DD is the first, and the corresponding author contributed to conception and design, data collection and analysis, drafting and finalizing of manuscript. AB is the principal investigator, contributed to conception and design, data collection and analysis, and review of the manuscript. RanD, SB, SG, and AD contributed to the design of the study, data collection, and review of the manuscript. RajD contributed to the conception and design of the study and review of the manuscript. All authors approved the final version of the manuscript for publication.

Corresponding author

Correspondence to Dinesh Dharel.

Ethics declarations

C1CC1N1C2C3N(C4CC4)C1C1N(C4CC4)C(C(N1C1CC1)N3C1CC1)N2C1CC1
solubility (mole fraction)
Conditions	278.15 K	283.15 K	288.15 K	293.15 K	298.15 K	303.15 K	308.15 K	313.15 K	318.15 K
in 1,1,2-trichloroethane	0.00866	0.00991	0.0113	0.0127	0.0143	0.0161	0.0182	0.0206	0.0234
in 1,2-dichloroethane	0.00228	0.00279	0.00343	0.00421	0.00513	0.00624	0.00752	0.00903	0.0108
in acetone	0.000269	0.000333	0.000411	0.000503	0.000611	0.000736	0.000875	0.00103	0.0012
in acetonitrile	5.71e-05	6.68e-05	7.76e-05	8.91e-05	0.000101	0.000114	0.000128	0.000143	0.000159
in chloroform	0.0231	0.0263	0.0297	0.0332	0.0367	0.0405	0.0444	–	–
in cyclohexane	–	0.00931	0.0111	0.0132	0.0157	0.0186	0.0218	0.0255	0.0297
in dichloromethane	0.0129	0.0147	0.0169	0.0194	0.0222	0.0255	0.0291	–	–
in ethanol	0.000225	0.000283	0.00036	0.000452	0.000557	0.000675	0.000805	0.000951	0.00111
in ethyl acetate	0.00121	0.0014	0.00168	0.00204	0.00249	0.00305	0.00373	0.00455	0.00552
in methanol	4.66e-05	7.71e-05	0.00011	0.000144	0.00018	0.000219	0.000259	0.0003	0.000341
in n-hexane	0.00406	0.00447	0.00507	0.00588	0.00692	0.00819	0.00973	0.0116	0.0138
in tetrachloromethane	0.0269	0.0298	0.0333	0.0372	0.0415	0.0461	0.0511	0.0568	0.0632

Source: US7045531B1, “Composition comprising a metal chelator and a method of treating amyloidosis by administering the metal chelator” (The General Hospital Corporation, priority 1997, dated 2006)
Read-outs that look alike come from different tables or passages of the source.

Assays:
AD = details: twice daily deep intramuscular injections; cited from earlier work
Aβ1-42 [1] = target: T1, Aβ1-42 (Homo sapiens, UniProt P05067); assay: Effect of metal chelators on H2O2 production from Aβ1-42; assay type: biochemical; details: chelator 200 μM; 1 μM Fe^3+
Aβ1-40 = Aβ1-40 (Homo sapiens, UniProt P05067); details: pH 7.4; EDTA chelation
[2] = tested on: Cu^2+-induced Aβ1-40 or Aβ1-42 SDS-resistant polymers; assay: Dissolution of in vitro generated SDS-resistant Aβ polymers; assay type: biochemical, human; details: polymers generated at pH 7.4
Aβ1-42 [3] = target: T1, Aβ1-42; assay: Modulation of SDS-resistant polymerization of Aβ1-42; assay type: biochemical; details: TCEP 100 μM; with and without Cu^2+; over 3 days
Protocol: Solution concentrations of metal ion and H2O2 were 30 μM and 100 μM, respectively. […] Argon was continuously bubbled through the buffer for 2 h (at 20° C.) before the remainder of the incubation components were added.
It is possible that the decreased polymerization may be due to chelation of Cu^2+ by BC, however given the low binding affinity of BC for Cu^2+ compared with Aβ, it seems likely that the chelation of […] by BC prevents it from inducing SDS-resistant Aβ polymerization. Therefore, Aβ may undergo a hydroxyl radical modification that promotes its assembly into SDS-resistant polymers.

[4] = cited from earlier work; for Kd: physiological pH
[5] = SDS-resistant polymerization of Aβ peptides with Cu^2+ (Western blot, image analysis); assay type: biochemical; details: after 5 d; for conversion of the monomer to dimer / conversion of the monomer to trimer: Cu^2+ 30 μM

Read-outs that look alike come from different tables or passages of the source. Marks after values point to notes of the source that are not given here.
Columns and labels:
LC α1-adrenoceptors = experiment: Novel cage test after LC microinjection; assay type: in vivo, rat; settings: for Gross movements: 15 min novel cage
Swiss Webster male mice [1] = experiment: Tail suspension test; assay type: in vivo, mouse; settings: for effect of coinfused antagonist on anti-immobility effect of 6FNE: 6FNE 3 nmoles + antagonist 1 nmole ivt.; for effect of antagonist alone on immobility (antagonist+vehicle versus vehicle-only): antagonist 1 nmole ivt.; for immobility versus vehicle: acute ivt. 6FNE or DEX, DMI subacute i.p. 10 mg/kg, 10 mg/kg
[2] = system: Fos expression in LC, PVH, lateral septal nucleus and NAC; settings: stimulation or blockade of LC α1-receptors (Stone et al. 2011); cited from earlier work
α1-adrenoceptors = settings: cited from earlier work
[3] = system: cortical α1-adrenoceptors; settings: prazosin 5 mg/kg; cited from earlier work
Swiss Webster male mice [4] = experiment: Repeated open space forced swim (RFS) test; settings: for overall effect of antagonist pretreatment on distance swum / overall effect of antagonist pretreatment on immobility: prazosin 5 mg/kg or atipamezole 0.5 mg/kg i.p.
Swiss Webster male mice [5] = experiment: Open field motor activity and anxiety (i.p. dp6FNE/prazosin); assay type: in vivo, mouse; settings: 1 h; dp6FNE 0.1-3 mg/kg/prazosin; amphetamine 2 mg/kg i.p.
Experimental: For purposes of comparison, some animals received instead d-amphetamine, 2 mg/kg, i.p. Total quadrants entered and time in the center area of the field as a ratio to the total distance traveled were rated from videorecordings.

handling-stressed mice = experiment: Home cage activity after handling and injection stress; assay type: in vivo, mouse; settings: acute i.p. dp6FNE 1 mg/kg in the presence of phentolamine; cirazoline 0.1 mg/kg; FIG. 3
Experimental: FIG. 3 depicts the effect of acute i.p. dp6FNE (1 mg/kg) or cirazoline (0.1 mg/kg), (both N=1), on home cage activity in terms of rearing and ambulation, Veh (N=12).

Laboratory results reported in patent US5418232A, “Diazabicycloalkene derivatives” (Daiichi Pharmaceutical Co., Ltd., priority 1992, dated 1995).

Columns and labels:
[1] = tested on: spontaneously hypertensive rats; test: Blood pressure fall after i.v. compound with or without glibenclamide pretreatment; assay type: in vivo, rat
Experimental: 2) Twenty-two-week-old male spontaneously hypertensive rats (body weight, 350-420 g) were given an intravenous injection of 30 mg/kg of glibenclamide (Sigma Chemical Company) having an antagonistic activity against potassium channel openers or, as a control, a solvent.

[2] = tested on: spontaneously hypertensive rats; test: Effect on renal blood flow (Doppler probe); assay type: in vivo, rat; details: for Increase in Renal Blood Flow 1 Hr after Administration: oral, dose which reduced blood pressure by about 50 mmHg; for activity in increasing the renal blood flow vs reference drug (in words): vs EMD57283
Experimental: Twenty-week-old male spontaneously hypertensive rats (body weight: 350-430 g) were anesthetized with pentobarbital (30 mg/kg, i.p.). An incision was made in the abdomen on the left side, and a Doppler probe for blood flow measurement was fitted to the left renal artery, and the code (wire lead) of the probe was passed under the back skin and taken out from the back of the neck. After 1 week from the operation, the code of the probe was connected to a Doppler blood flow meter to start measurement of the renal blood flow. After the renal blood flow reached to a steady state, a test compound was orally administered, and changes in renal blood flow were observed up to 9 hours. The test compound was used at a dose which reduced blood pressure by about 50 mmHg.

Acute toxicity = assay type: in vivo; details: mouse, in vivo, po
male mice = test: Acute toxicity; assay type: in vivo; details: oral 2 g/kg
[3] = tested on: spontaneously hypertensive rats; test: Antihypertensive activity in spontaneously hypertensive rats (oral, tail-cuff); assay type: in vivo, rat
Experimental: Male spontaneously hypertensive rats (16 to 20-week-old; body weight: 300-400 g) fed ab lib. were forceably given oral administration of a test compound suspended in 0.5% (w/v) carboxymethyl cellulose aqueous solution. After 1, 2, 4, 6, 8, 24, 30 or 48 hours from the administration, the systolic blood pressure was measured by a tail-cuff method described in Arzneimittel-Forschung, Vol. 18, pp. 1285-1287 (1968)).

Ethics approval and consent to participate

Ethical approval was obtained from the Ethical Review Board of Nepal Health Research Council (ID Number: 374 2017). Informed written consent of participants obtained as per the approved consent form and process.

Consent for publication

Obtained as part of informed written consent for participation in the study. No individual identifying information or image included.

Competing interests

The authors declare that they have no competing interests.

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Dharel, D., Dhungana, R., Basnet, S. et al. Breastfeeding practices within the first six months of age in mid-western and eastern regions of Nepal: a health facility-based cross-sectional study. BMC Pregnancy Childbirth 20, 59 (2020). https://doi.org/10.1186/s12884-020-2754-0

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Keywords

  • Breastfeeding: early
  • Exclusive
  • Predominant
  • Partial